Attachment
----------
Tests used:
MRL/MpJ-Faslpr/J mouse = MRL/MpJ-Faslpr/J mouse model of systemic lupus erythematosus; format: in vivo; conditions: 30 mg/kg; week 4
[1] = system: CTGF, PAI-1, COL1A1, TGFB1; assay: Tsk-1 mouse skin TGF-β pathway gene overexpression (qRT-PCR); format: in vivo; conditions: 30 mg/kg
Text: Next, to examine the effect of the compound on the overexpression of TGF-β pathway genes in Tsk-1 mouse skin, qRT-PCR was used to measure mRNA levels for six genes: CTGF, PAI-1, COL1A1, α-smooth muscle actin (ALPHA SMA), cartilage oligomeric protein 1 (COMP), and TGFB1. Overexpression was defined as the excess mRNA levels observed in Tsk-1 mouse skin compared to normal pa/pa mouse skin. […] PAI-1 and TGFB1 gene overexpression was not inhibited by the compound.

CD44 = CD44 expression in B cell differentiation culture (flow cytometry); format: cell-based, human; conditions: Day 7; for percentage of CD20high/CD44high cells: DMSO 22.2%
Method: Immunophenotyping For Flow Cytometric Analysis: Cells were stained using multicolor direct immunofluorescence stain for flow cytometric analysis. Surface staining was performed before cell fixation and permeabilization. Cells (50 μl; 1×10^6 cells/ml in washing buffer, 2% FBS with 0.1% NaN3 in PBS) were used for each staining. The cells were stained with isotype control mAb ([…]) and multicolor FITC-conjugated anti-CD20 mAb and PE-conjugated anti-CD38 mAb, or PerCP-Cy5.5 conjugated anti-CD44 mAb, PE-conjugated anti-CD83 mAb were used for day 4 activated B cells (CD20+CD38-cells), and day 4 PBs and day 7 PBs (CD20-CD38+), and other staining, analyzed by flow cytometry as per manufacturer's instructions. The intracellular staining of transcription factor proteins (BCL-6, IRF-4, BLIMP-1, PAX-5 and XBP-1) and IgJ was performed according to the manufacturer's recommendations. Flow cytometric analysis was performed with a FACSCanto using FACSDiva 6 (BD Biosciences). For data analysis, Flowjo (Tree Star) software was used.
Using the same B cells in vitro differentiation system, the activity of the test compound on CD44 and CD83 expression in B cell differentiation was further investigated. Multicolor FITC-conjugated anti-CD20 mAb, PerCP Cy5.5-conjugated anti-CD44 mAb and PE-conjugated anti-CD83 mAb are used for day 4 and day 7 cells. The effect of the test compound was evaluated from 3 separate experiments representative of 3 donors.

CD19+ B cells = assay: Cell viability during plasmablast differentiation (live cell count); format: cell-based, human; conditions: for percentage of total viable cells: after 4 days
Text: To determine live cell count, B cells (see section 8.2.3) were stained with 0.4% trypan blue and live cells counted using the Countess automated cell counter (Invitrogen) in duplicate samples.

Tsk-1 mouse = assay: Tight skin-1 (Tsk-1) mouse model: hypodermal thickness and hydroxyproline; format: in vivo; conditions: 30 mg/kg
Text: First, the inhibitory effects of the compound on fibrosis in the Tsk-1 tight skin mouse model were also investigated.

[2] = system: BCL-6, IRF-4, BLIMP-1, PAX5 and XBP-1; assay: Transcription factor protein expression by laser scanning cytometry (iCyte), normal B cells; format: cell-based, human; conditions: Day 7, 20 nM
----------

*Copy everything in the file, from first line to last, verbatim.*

Tests used:
MRL/MpJ-Faslpr/J mouse = MRL/MpJ-Faslpr/J mouse model of systemic lupus erythematosus; format: in vivo; conditions: 30 mg/kg; week 4
[1] = system: CTGF, PAI-1, COL1A1, TGFB1; assay: Tsk-1 mouse skin TGF-β pathway gene overexpression (qRT-PCR); format: in vivo; conditions: 30 mg/kg
Text: Next, to examine the effect of the compound on the overexpression of TGF-β pathway genes in Tsk-1 mouse skin, qRT-PCR was used to measure mRNA levels for six genes: CTGF, PAI-1, COL1A1, α-smooth muscle actin (ALPHA SMA), cartilage oligomeric protein 1 (COMP), and TGFB1. Overexpression was defined as the excess mRNA levels observed in Tsk-1 mouse skin compared to normal pa/pa mouse skin. […] PAI-1 and TGFB1 gene overexpression was not inhibited by the compound.

CD44 = CD44 expression in B cell differentiation culture (flow cytometry); format: cell-based, human; conditions: Day 7; for percentage of CD20high/CD44high cells: DMSO 22.2%
Method: Immunophenotyping For Flow Cytometric Analysis: Cells were stained using multicolor direct immunofluorescence stain for flow cytometric analysis. Surface staining was performed before cell fixation and permeabilization. Cells (50 μl; 1×10^6 cells/ml in washing buffer, 2% FBS with 0.1% NaN3 in PBS) were used for each staining. The cells were stained with isotype control mAb ([…]) and multicolor FITC-conjugated anti-CD20 mAb and PE-conjugated anti-CD38 mAb, or PerCP-Cy5.5 conjugated anti-CD44 mAb, PE-conjugated anti-CD83 mAb were used for day 4 activated B cells (CD20+CD38-cells), and day 4 PBs and day 7 PBs (CD20-CD38+), and other staining, analyzed by flow cytometry as per manufacturer's instructions. The intracellular staining of transcription factor proteins (BCL-6, IRF-4, BLIMP-1, PAX-5 and XBP-1) and IgJ was performed according to the manufacturer's recommendations. Flow cytometric analysis was performed with a FACSCanto using FACSDiva 6 (BD Biosciences). For data analysis, Flowjo (Tree Star) software was used.
Using the same B cells in vitro differentiation system, the activity of the test compound on CD44 and CD83 expression in B cell differentiation was further investigated. Multicolor FITC-conjugated anti-CD20 mAb, PerCP Cy5.5-conjugated anti-CD44 mAb and PE-conjugated anti-CD83 mAb are used for day 4 and day 7 cells. The effect of the test compound was evaluated from 3 separate experiments representative of 3 donors.

CD19+ B cells = assay: Cell viability during plasmablast differentiation (live cell count); format: cell-based, human; conditions: for percentage of total viable cells: after 4 days
Text: To determine live cell count, B cells (see section 8.2.3) were stained with 0.4% trypan blue and live cells counted using the Countess automated cell counter (Invitrogen) in duplicate samples.

Tsk-1 mouse = assay: Tight skin-1 (Tsk-1) mouse model: hypodermal thickness and hydroxyproline; format: in vivo; conditions: 30 mg/kg
Text: First, the inhibitory effects of the compound on fibrosis in the Tsk-1 tight skin mouse model were also investigated.

[2] = system: BCL-6, IRF-4, BLIMP-1, PAX5 and XBP-1; assay: Transcription factor protein expression by laser scanning cytometry (iCyte), normal B cells; format: cell-based, human; conditions: Day 7, 20 nM